The clear, whistled music of the Eastern Meadowlark (seen here) is the unmistakable anthem of eastern North America's farmlands and open country. The Western Meadowlark and its sweet, liquid notes epitomize the natural expanses of the American West. Sadly, birds of such grassy habitats are among the fastest declining species in North America. Learn more about these birds and efforts to conserve their habitats. The meadowlarks' best hope lies in the conservation of farmland and grassland.
Learn more about the Conservation Reserve Program.
Meadowlarks and Grasslands
Written by Bob Sundstrom
This is BirdNote.
[Eastern Meadowlark song, followed by Western Meadowlark song]
With their bright yellow breasts and superlative songs, meadowlarks are among our most familiar and cherished birds.
The Eastern Meadowlark’s clear, whistled music is the unmistakable anthem of eastern North America’s farmlands and open country. [Eastern Meadowlark song] The Western Meadowlark and its sweet, liquid notes epitomize the natural expanses of the American West. [Western Meadowlark song]
Sadly, both meadowlarks face ominous threats. True to their name, they are birds of meadows and grasslands. Birds of such grassy habitats are among the fastest declining species in North America.
How could this happen? Well, with most native grasslands transformed by settlement and farming, meadowlarks have turned to pastures and hayfields as habitat. But here, their nesting is often disturbed by overgrazing, the cutting of hay, and seasonal burning. More permanently disruptive: Vast tracts of farmland are succumbing to suburban development.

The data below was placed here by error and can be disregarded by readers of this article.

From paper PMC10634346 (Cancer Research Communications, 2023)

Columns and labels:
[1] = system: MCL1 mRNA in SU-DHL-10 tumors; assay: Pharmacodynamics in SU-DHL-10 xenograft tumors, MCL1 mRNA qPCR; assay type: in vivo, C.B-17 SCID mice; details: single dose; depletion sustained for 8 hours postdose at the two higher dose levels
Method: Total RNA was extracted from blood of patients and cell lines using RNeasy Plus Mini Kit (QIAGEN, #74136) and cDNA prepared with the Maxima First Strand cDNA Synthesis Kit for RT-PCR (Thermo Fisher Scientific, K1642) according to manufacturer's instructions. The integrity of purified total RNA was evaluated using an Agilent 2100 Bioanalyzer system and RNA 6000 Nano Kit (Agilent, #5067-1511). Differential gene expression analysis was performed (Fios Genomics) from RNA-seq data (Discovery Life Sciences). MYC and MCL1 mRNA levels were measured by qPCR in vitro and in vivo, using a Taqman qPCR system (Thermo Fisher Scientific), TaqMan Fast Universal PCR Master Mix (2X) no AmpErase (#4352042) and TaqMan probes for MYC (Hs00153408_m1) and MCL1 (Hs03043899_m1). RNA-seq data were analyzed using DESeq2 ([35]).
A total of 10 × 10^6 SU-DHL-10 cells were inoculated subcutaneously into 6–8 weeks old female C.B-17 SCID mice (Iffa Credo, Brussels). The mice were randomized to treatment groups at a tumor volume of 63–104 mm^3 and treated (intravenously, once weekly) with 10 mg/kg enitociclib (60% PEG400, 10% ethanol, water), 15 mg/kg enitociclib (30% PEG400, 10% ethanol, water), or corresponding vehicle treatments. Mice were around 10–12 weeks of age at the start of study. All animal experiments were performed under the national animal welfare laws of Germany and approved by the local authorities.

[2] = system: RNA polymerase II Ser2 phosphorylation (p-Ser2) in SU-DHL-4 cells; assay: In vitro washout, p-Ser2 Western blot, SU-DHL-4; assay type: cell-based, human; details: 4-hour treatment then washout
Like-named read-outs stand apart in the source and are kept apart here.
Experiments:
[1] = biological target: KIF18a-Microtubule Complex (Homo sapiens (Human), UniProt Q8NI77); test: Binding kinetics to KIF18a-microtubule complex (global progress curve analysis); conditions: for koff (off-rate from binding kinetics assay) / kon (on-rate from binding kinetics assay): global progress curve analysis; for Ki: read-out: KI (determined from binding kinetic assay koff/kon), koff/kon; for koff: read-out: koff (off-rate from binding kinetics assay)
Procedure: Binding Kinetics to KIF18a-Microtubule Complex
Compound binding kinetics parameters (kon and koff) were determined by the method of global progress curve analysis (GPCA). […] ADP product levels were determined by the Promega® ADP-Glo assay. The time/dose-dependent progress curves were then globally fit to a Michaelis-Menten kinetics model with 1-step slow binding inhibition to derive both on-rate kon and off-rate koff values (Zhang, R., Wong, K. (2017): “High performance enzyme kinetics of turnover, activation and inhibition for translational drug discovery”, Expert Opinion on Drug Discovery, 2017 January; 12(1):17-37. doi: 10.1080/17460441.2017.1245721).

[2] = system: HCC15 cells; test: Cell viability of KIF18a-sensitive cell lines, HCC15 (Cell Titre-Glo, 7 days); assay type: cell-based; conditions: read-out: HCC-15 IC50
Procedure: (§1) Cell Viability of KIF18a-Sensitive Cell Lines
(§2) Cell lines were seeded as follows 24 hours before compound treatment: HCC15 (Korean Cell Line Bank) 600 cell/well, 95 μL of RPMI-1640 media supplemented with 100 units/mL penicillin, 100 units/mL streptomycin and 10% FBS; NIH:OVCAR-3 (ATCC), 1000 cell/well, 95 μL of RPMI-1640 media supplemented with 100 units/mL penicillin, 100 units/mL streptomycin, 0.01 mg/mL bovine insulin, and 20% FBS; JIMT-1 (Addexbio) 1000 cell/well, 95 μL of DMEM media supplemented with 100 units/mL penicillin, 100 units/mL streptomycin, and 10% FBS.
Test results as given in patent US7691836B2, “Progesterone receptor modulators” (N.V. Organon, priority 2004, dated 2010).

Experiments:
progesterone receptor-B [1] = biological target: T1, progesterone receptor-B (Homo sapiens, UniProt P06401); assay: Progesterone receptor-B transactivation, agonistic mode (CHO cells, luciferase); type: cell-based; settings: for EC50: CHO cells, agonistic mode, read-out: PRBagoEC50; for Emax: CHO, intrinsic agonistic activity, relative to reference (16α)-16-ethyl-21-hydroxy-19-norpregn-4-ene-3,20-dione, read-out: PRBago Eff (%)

The meadowlarks’ best hope for the future lies in farmland and grassland conservation. There are agricultural practices that are compatible with the needs of birds – such as delaying hay-cutting until nesting birds have fledged. And the Conservation Reserve Program enables landowners to keep their acreage in grasslands. [Eastern Meadowlark song, followed by Western Meadowlark song]
For BirdNote, I’m Mary McCann.
Bird sounds provided by The Macaulay Library at the Cornell Lab of Ornithology, Ithaca, New York. Eastern Meadowlark recorded by LNS 106881 R.S. Little (NY state), Western Meadowlark by G. Vyn LNS 137513.
BirdNote's theme music was composed and played by Nancy Rumbel and produced by John Kessler.
Producer: John Kessler
Executive Producer: Chris Peterson
© 2015 Tune In to Nature.org June 2017 Narrator: Mary McCann